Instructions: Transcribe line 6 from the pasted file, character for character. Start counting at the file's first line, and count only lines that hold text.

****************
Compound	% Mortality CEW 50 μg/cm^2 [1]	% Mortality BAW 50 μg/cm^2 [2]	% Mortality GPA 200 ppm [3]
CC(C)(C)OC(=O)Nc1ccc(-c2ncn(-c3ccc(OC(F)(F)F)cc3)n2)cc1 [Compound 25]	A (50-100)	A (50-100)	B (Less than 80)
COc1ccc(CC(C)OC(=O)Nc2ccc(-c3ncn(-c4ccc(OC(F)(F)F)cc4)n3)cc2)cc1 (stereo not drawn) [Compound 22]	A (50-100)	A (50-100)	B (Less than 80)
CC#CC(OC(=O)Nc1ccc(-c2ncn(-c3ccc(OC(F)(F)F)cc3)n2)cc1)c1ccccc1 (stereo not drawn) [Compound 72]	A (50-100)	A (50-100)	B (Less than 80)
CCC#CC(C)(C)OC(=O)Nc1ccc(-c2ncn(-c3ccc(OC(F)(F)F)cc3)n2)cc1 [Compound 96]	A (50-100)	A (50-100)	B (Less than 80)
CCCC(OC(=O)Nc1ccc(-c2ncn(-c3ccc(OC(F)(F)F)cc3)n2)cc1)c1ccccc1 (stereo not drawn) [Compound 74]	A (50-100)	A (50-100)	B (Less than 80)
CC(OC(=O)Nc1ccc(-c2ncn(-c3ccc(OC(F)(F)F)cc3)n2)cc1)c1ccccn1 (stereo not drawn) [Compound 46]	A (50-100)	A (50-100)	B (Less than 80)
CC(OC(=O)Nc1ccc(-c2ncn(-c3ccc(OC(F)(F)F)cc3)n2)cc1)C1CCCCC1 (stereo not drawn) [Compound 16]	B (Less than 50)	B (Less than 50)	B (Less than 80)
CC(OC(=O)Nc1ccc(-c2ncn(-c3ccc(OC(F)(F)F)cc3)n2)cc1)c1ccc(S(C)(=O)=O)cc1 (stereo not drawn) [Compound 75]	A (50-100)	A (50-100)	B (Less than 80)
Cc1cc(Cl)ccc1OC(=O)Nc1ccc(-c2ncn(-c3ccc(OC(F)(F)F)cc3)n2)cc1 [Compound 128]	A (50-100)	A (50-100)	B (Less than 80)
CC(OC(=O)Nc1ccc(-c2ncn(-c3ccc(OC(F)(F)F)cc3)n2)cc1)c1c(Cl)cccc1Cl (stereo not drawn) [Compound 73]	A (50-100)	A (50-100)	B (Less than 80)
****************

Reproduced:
CCCC(OC(=O)Nc1ccc(-c2ncn(-c3ccc(OC(F)(F)F)cc3)n2)cc1)c1ccccc1 (stereo not drawn) [Compound 74]	A (50-100)	A (50-100)	B (Less than 80)